PJ Media

Congressional Pensioners Making GOP a Permanent Minority

Following their disastrous 30-seat loss to the Democrats in the 2006 midterm elections, Republicans expressed the hope that many if not most of those seats might revert back to the GOP side of the ledger in 2008. The thinking went that many of those seats were in solidly Republican districts and only the lower turnout occasioned by the off-year election cycle was at fault for the loss of so many close races.

There was even talk of the GOP regaining control of Congress if they caught a little luck and put up some good candidates in open seats where no incumbent would be running due to death or retirement.

But then came the scramble for the exits among House Republicans and that vision proved to be nothing but a mirage. Like a bunch of theatergoers leaving at the end of the second act of a really bad show, a parade of GOP Congressmen appeared before the cameras, and one by one over the ensuing months announced their retirement. The list grew to include 22 members — many of them long-serving Congressmen who found themselves facing a well funded, and enthusiastic Democratic challenger for the first time in many years.

Some apparently just didn’t have to the stomach for a tough general election campaign. Many more didn’t like the idea of being a backbencher of a minority party. Still others leave disillusioned and dispirited — casualties of a broken system where pork barrel politics and influence peddling is rewarded while the right thing can be frowned upon.

In addition to the 22 GOP House members who are retiring, another 12 are leaving for a variety of reasons including death, running for higher office or, like Dennis Hastert (R-IL), resigning prior to the end of their term.

That means there will be 34 seats previously held by a Republican in play for the Democrats. The Democrats have a total of six members who will not be coming back next year.

The math is frightening. With 28 seats up for grabs in 2008 on top of the 18 seat majority currently held by Democrats, there is a very good chance that Democrats, for all practical purposes, could win enough seats this year that the GOP would be a minority party for the next decade — and perhaps beyond. When 98% of incumbents in the House are victorious and redistricting looms in 2012, the chances of Republicans overcoming a 40 or 50-seat Democratic majority in the next couple of election cycles are slim.

The problems for the GOP in the House are illustrated best by examining the huge gap in fundraising by the rival campaign committees. For the first time in two decades, Democrats are outstripping Republicans in raising money. Having raised a whopping $67.5 million last year for House races, the Democrats have cash on hand at the end of April totaling $45.3 million. The Republicans have only $6.7 million on hand. And beyond that, 26 of those members not returning to Congress next year had political action committees that raised money for other Republican candidates. When you lose around $17 million in potential contributions to challengers in tight races, you know you’re in trouble.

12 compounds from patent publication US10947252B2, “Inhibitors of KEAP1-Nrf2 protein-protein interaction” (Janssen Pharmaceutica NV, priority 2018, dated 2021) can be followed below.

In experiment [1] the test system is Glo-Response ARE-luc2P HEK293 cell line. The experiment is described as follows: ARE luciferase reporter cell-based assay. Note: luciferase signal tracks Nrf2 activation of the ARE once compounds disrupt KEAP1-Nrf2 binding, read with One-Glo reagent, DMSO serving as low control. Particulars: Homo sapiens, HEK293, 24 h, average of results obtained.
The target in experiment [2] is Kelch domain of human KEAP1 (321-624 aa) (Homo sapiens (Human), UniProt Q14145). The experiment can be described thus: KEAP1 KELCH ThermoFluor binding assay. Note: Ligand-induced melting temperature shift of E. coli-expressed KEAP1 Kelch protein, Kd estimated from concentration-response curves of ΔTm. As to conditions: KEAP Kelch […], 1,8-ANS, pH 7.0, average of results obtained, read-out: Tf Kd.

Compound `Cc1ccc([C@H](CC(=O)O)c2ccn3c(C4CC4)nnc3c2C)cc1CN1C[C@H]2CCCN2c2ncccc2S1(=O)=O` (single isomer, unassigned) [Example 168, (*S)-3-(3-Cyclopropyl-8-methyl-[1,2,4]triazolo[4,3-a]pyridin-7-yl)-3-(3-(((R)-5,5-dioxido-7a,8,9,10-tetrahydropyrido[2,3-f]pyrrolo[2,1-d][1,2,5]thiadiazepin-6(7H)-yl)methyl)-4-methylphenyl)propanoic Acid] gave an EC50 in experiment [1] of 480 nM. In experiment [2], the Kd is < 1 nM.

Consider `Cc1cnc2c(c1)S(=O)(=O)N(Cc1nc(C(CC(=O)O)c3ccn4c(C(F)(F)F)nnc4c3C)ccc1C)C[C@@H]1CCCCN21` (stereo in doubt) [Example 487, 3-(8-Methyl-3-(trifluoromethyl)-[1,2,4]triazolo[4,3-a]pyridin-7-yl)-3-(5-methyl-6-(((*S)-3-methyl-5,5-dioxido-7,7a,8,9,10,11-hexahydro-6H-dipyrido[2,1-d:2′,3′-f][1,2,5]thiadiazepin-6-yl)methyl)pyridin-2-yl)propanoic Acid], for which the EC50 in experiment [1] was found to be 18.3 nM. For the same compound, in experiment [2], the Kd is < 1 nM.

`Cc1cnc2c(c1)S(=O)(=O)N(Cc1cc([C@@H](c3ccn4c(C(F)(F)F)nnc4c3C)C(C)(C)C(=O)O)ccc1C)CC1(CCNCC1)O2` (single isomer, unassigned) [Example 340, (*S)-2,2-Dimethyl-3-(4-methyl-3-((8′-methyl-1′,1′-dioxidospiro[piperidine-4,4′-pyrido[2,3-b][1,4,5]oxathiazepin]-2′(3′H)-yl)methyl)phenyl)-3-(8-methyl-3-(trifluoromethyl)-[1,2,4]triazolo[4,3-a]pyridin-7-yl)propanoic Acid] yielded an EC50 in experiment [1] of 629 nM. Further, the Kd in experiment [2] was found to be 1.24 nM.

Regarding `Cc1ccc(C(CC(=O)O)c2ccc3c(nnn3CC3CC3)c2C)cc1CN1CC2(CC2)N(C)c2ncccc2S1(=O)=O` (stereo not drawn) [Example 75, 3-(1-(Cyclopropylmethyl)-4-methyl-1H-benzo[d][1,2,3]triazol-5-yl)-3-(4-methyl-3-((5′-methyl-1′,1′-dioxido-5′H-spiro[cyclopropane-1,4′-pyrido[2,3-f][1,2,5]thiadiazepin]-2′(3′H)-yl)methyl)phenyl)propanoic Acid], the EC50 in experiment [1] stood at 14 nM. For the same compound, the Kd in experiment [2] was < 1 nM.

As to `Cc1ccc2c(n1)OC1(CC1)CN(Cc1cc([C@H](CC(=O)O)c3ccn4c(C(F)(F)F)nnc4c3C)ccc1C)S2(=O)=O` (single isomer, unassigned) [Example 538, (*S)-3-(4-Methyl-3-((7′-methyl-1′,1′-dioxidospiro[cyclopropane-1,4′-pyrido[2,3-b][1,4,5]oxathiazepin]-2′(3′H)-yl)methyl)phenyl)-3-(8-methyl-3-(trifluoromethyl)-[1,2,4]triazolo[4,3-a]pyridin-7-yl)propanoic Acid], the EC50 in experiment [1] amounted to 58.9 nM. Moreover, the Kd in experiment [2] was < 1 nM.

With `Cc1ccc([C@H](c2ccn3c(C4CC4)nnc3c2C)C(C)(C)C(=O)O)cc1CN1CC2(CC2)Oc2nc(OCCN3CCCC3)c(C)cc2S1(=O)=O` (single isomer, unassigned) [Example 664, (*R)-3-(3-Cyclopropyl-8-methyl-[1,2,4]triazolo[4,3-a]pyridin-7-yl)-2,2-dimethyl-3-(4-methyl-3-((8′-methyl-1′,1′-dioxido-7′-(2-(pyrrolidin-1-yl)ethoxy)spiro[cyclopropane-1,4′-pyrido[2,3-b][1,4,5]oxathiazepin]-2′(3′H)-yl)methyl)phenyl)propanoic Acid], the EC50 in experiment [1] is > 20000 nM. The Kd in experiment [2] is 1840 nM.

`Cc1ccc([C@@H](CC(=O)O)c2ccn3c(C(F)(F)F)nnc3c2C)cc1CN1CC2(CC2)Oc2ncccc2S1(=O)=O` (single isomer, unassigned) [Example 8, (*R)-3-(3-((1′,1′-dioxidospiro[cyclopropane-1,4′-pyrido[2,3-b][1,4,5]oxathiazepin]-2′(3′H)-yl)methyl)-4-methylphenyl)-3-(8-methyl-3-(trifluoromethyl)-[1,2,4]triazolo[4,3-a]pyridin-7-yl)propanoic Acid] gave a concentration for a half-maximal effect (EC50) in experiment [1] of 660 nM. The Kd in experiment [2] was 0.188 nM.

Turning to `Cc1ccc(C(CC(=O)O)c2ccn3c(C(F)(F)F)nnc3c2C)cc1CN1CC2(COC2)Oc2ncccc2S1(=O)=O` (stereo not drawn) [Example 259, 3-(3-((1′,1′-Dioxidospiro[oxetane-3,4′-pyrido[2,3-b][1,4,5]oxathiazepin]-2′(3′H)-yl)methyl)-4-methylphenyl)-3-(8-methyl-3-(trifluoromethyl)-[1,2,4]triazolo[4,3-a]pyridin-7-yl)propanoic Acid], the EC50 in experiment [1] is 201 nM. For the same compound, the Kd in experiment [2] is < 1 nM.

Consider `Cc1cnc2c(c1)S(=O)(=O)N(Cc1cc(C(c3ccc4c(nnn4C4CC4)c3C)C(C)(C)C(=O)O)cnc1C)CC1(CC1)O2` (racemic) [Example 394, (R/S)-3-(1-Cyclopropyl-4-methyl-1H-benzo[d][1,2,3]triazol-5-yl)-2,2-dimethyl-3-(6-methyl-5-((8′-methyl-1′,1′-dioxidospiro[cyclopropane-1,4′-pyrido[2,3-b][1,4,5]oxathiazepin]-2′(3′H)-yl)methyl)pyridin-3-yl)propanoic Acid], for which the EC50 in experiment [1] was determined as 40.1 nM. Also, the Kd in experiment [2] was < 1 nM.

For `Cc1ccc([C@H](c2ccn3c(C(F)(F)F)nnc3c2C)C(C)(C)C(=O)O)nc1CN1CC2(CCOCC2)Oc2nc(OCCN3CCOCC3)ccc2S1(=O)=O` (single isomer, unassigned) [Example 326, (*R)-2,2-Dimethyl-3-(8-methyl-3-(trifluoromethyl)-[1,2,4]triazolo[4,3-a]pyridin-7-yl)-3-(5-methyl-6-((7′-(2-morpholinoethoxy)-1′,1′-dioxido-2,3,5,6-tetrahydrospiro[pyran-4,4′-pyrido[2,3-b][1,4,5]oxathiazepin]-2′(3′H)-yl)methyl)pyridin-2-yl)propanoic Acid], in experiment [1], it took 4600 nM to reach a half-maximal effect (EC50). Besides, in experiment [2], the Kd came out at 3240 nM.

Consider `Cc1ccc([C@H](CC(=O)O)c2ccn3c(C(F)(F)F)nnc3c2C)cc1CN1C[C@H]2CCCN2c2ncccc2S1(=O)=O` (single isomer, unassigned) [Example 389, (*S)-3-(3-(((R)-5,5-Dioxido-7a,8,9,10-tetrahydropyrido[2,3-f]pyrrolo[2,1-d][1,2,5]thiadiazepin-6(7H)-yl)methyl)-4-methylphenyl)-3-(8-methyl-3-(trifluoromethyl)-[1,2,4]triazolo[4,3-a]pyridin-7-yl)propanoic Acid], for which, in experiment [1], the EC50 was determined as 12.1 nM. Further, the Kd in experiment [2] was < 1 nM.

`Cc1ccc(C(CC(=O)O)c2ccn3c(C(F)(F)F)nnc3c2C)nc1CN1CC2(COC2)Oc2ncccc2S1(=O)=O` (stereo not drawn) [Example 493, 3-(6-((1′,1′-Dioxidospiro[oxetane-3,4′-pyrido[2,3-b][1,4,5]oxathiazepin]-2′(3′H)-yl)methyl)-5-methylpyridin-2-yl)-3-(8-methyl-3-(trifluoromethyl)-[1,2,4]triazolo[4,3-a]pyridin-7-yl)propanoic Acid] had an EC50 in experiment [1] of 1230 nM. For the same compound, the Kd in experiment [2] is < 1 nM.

Worse than that, the GOP is missing something else vital to winning political races: viable candidates.

Take Ilinois, for example: there are two races that feature vulnerable Democrats and no GOP challenger was recruited to face them. Nationwide, the Democrats see 29 tough races and only 19 of those have a challenger they deem “credible.”

Of the 30 House seats that changed hands in 2006, Republicans have targeted only 16 of them.

On paper, it would appear that the GOP should be in better shape. There are 60 districts held by Democrats where George Bush won a majority of votes in 2004. Many of those districts were carried easily by Bush — more than 55% of the vote.

But the reality for Republicans is that Bush’s margin of victory was largely supplied by independents. And those voters deserted the GOP in droves in 2006 and show no sign of wanting to vote for a Republican House member in 2008. In fact, in three special elections in Illinois, Louisiana, and Mississippi where the GOP lost previously safe seats, independents voted by huge margins for the Democrat.

If you’re looking for a silver lining in all of these dark clouds, I can’t help you. Even with approval ratings for Congress lower than at any time in American history, it doesn’t seem to be rubbing off on the Democrats. Voters aren’t stupid. They know who was in charge from 1994 to 2006 and are not in a forgiving mood. And it doesn’t help that the approval ratings for President Bush aren’t much better than those for Congress. How the unpopularity of the president affects congressional races is unknown except that it seems logical that the reason Democrats hold a decided advantage in party identification — 38-27 — can at least partly be laid at the president’s feet.

You can’t really blame the 22 GOP House members who have decided to hang it up. Many are moderates who no longer feel quite as welcome in a more conservative party where committee assignments and other perks don’t seem to come their way. Some feel it’s time to think about their families’ future and will take a position in private industry making 5 times as much or more as they currently take home in Congressional pay.

Whatever the reason — and a few, like Rick Renzi of Arizona, are leaving under an ethics cloud — they are leaving a party that appears to be in decline, badly in need of fresh blood and fresh ideas.

But who knows? A few years in the political wilderness and the GOP might learn some valuable lessons on how to manage the government without bankrupting the rest of us. Perhaps then they would be ready to return to power; chastened and wiser for their time spent in purgatory.